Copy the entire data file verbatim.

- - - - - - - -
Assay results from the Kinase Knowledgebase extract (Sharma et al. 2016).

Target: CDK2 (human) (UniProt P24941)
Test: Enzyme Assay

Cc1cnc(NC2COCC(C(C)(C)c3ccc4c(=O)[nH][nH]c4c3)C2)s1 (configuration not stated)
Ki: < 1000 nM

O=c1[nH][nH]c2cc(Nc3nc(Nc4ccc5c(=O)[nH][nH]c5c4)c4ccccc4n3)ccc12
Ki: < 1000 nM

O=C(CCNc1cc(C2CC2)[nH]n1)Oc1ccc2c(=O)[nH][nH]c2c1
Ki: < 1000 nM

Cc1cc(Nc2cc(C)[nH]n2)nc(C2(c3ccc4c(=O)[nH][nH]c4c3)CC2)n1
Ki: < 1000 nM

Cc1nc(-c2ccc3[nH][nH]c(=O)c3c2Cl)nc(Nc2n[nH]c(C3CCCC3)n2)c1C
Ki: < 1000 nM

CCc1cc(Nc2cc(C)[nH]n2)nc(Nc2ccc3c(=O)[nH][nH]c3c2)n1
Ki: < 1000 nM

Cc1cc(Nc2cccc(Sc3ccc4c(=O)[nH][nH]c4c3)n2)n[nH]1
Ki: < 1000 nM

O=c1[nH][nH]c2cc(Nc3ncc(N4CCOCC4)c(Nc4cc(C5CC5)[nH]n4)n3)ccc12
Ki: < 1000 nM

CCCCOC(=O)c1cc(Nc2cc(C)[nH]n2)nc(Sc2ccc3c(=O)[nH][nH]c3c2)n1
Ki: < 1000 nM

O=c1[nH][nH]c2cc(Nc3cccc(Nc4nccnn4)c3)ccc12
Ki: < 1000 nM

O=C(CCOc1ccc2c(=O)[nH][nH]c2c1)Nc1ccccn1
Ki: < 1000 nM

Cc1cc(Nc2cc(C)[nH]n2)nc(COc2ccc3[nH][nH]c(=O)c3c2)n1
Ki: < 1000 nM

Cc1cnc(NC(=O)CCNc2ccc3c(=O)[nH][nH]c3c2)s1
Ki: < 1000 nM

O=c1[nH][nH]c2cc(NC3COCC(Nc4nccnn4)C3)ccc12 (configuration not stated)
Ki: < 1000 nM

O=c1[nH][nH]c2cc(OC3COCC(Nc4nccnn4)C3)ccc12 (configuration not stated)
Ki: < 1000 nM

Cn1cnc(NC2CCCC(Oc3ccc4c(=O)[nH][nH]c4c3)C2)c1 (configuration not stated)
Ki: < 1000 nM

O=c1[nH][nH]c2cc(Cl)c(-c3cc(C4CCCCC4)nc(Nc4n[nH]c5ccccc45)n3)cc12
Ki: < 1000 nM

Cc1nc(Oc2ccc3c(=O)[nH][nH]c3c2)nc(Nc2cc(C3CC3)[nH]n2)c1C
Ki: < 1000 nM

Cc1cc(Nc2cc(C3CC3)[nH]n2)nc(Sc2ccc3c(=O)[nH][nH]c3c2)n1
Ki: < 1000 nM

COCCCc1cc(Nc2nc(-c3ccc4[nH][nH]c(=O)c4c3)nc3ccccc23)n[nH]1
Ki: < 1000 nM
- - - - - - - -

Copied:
Assay results from the Kinase Knowledgebase extract (Sharma et al. 2016).

Target: CDK2 (human) (UniProt P24941)
Test: Enzyme Assay

Cc1cnc(NC2COCC(C(C)(C)c3ccc4c(=O)[nH][nH]c4c3)C2)s1 (configuration not stated)
Ki: < 1000 nM

O=c1[nH][nH]c2cc(Nc3nc(Nc4ccc5c(=O)[nH][nH]c5c4)c4ccccc4n3)ccc12
Ki: < 1000 nM

O=C(CCNc1cc(C2CC2)[nH]n1)Oc1ccc2c(=O)[nH][nH]c2c1
Ki: < 1000 nM

Cc1cc(Nc2cc(C)[nH]n2)nc(C2(c3ccc4c(=O)[nH][nH]c4c3)CC2)n1
Ki: < 1000 nM

Cc1nc(-c2ccc3[nH][nH]c(=O)c3c2Cl)nc(Nc2n[nH]c(C3CCCC3)n2)c1C
Ki: < 1000 nM

CCc1cc(Nc2cc(C)[nH]n2)nc(Nc2ccc3c(=O)[nH][nH]c3c2)n1
Ki: < 1000 nM

Cc1cc(Nc2cccc(Sc3ccc4c(=O)[nH][nH]c4c3)n2)n[nH]1
Ki: < 1000 nM

O=c1[nH][nH]c2cc(Nc3ncc(N4CCOCC4)c(Nc4cc(C5CC5)[nH]n4)n3)ccc12
Ki: < 1000 nM

CCCCOC(=O)c1cc(Nc2cc(C)[nH]n2)nc(Sc2ccc3c(=O)[nH][nH]c3c2)n1
Ki: < 1000 nM

O=c1[nH][nH]c2cc(Nc3cccc(Nc4nccnn4)c3)ccc12
Ki: < 1000 nM

O=C(CCOc1ccc2c(=O)[nH][nH]c2c1)Nc1ccccn1
Ki: < 1000 nM

Cc1cc(Nc2cc(C)[nH]n2)nc(COc2ccc3[nH][nH]c(=O)c3c2)n1
Ki: < 1000 nM

Cc1cnc(NC(=O)CCNc2ccc3c(=O)[nH][nH]c3c2)s1
Ki: < 1000 nM

O=c1[nH][nH]c2cc(NC3COCC(Nc4nccnn4)C3)ccc12 (configuration not stated)
Ki: < 1000 nM

O=c1[nH][nH]c2cc(OC3COCC(Nc4nccnn4)C3)ccc12 (configuration not stated)
Ki: < 1000 nM

Cn1cnc(NC2CCCC(Oc3ccc4c(=O)[nH][nH]c4c3)C2)c1 (configuration not stated)
Ki: < 1000 nM

O=c1[nH][nH]c2cc(Cl)c(-c3cc(C4CCCCC4)nc(Nc4n[nH]c5ccccc45)n3)cc12
Ki: < 1000 nM

Cc1nc(Oc2ccc3c(=O)[nH][nH]c3c2)nc(Nc2cc(C3CC3)[nH]n2)c1C
Ki: < 1000 nM

Cc1cc(Nc2cc(C3CC3)[nH]n2)nc(Sc2ccc3c(=O)[nH][nH]c3c2)n1
Ki: < 1000 nM

COCCCc1cc(Nc2nc(-c3ccc4[nH][nH]c(=O)c4c3)nc3ccccc23)n[nH]1
Ki: < 1000 nM